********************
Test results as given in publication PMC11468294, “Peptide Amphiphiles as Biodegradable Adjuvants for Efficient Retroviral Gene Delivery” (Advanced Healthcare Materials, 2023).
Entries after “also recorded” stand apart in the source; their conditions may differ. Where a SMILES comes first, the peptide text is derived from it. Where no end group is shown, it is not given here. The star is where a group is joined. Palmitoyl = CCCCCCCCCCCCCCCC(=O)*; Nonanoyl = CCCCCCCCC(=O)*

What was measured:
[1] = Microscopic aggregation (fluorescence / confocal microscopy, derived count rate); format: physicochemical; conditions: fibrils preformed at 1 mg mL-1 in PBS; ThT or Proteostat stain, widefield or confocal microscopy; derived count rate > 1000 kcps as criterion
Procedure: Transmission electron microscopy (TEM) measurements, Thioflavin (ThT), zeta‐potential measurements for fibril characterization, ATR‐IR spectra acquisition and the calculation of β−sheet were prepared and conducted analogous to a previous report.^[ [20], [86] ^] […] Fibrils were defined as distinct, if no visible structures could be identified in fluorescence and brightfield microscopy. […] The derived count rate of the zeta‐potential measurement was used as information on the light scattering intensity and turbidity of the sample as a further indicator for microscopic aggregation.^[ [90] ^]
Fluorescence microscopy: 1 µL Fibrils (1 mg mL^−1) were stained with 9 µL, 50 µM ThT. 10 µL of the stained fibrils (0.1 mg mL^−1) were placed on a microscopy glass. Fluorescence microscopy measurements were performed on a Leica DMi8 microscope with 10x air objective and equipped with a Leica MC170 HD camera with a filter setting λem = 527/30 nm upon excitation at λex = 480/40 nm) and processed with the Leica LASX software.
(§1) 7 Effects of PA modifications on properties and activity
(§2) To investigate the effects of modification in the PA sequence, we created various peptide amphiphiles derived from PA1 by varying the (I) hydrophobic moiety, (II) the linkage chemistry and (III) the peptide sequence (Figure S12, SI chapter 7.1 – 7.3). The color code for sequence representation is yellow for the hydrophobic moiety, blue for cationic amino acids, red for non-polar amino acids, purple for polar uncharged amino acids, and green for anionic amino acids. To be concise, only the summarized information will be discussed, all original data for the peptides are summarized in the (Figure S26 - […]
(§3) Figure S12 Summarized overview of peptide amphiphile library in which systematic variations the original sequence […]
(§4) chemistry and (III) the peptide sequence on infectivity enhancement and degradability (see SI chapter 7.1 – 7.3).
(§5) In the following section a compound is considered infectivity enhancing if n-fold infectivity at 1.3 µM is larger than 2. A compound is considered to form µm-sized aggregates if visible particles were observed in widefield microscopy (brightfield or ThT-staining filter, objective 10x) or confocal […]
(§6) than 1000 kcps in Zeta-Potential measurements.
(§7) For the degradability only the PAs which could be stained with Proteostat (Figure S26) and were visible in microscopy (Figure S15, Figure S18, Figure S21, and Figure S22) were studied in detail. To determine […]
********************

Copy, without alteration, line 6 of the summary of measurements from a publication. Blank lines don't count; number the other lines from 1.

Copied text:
Fluorescence microscopy: 1 µL Fibrils (1 mg mL^−1) were stained with 9 µL, 50 µM ThT. 10 µL of the stained fibrils (0.1 mg mL^−1) were placed on a microscopy glass. Fluorescence microscopy measurements were performed on a Leica DMi8 microscope with 10x air objective and equipped with a Leica MC170 HD camera with a filter setting λem = 527/30 nm upon excitation at λex = 480/40 nm) and processed with the Leica LASX software.